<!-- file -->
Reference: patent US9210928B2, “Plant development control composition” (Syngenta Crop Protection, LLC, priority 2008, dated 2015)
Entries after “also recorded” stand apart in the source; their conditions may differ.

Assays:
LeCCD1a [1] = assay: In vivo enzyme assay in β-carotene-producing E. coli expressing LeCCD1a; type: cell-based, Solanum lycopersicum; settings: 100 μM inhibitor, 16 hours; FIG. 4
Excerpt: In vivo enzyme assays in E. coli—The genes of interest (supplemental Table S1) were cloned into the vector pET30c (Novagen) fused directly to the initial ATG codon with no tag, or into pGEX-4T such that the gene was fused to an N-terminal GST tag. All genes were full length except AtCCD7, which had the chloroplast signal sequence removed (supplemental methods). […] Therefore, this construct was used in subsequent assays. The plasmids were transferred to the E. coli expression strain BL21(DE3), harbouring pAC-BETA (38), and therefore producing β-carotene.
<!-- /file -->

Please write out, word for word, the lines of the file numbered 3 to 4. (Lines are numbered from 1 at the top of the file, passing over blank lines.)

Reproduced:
Assays:
LeCCD1a [1] = assay: In vivo enzyme assay in β-carotene-producing E. coli expressing LeCCD1a; type: cell-based, Solanum lycopersicum; settings: 100 μM inhibitor, 16 hours; FIG. 4